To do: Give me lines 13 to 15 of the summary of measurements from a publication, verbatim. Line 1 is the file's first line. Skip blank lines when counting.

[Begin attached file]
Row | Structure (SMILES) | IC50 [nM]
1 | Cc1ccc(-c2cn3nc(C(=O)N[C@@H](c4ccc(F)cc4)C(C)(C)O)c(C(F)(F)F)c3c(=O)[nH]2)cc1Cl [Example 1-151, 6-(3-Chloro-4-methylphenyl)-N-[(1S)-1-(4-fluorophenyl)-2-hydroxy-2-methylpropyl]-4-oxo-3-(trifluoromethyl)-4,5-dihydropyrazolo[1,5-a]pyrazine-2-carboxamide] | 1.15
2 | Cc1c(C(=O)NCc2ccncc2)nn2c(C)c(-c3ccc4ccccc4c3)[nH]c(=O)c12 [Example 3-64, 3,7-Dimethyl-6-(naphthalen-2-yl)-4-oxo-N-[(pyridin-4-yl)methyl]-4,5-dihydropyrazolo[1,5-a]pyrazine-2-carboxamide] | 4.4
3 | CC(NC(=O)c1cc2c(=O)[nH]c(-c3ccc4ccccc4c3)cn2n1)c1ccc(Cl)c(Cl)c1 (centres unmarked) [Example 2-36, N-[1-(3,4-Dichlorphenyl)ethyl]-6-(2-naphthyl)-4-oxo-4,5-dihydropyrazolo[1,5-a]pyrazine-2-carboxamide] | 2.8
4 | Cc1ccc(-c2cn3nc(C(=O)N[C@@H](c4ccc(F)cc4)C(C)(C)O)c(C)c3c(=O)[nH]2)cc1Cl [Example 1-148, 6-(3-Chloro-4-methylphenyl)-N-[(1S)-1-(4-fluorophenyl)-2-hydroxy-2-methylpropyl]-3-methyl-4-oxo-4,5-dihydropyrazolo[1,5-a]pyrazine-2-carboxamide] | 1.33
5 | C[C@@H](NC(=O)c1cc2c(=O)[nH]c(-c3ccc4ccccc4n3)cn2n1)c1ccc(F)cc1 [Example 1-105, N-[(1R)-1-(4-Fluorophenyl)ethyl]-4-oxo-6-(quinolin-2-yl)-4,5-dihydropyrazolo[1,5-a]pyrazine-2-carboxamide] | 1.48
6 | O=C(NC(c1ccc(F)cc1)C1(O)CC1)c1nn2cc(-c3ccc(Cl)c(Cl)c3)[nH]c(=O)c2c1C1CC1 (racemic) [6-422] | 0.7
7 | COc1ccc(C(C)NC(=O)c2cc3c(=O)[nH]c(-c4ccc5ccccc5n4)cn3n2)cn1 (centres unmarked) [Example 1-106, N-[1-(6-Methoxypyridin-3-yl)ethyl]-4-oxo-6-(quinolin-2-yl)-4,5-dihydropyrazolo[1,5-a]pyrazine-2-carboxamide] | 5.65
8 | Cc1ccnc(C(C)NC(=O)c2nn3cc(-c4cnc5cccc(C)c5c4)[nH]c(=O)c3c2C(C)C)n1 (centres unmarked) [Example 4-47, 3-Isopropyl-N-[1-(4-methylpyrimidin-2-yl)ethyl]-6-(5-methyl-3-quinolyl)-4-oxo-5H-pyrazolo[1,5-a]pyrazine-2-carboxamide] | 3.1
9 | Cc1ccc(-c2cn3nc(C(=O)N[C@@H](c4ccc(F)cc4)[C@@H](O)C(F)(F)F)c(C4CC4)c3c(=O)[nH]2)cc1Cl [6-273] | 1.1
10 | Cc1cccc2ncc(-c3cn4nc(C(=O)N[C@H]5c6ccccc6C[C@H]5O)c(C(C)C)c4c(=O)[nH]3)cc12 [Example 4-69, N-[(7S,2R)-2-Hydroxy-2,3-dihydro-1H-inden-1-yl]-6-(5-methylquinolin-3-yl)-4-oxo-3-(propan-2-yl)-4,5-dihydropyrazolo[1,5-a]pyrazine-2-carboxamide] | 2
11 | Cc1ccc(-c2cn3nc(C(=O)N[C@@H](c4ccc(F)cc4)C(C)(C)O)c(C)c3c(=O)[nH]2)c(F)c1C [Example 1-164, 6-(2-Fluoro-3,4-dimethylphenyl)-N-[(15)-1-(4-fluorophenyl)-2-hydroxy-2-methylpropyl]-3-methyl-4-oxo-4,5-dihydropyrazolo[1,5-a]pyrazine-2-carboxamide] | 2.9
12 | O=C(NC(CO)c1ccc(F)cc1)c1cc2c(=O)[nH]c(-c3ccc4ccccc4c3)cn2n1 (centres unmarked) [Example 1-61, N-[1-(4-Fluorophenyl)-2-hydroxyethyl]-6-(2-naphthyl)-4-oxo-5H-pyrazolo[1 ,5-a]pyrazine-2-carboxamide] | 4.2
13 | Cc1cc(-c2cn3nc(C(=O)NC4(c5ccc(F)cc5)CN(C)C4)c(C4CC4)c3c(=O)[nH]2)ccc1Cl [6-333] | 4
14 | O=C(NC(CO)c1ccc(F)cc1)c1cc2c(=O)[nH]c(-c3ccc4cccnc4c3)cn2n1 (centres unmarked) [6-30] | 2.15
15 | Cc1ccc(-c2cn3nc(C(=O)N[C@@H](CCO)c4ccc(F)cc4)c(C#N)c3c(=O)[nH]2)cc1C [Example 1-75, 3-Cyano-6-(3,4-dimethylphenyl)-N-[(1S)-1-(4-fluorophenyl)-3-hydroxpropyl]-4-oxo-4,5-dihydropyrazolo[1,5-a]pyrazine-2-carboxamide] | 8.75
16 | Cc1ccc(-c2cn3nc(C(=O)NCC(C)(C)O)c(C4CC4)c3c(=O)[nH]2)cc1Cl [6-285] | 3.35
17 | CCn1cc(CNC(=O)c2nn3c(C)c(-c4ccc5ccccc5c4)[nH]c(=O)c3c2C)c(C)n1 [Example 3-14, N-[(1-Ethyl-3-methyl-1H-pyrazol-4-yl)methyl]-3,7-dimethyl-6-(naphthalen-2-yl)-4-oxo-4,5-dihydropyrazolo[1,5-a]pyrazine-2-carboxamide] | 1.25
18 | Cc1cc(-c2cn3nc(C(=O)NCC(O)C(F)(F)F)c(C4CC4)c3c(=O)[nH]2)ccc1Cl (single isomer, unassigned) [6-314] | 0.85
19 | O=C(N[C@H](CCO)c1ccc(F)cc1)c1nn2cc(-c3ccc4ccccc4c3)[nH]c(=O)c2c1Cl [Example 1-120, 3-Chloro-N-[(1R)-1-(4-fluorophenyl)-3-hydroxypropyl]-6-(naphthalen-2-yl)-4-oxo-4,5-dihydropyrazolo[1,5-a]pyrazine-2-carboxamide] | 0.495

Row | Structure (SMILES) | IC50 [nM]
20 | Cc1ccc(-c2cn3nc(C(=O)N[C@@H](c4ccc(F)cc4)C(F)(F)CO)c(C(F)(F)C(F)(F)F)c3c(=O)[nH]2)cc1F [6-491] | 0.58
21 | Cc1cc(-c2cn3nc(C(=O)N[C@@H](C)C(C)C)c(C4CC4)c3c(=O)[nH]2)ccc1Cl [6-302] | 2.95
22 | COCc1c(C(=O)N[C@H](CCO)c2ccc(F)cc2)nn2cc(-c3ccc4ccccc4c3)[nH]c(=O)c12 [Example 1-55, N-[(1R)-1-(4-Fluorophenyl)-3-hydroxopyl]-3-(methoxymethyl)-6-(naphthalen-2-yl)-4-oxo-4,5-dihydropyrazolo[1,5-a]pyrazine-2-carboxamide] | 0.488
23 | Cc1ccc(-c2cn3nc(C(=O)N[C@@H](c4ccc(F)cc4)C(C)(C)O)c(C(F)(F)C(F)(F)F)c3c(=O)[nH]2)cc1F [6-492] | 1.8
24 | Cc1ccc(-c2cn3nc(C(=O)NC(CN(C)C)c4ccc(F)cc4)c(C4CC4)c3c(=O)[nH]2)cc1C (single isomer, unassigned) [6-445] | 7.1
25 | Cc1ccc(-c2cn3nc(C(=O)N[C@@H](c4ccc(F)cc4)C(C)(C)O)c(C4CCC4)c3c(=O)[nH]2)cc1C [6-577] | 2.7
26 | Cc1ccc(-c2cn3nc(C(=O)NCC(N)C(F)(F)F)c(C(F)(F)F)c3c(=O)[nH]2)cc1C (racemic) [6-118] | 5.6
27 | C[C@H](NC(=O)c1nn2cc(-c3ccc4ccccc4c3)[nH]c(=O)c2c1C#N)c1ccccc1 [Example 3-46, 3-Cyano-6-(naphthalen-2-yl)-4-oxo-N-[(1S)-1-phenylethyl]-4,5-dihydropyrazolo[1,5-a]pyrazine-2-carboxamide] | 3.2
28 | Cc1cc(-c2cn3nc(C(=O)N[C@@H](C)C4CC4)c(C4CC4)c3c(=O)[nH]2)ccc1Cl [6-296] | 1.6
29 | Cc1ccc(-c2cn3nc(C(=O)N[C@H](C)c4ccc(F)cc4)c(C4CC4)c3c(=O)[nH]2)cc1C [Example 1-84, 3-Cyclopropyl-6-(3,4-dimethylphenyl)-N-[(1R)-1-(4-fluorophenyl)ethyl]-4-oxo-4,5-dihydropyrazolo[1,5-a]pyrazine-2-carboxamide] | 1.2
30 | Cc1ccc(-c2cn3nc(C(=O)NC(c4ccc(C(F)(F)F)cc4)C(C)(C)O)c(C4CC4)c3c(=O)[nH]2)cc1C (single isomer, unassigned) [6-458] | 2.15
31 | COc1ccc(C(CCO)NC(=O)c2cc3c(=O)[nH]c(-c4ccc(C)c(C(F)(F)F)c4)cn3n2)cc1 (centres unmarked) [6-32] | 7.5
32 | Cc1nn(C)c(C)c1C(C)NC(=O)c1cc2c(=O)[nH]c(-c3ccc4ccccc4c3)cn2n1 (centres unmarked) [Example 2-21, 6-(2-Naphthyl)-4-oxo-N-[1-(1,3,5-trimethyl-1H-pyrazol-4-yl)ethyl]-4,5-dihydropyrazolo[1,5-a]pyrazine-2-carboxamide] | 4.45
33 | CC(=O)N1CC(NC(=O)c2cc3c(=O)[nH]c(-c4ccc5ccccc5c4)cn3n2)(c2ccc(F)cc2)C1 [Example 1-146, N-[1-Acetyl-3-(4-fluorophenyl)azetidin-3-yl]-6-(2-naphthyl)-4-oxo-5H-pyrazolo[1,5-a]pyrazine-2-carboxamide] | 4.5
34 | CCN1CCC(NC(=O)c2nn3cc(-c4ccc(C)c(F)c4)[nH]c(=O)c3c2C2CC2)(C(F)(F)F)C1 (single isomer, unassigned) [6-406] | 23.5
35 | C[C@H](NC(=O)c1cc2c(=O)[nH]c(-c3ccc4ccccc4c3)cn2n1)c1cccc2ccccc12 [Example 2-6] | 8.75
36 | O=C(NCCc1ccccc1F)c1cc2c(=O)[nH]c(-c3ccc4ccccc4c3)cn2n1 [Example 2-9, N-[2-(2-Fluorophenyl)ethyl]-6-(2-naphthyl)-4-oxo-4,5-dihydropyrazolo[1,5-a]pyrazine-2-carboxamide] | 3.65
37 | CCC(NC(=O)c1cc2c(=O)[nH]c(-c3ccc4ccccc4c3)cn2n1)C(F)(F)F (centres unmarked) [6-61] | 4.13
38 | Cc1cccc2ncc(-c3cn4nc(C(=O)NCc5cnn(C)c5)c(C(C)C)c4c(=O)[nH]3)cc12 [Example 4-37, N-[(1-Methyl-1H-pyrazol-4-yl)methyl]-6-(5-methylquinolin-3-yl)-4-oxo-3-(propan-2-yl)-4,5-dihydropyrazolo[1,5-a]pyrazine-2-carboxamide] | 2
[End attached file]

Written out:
12 | O=C(NC(CO)c1ccc(F)cc1)c1cc2c(=O)[nH]c(-c3ccc4ccccc4c3)cn2n1 (centres unmarked) [Example 1-61, N-[1-(4-Fluorophenyl)-2-hydroxyethyl]-6-(2-naphthyl)-4-oxo-5H-pyrazolo[1 ,5-a]pyrazine-2-carboxamide] | 4.2
13 | Cc1cc(-c2cn3nc(C(=O)NC4(c5ccc(F)cc5)CN(C)C4)c(C4CC4)c3c(=O)[nH]2)ccc1Cl [6-333] | 4
14 | O=C(NC(CO)c1ccc(F)cc1)c1cc2c(=O)[nH]c(-c3ccc4cccnc4c3)cn2n1 (centres unmarked) [6-30] | 2.15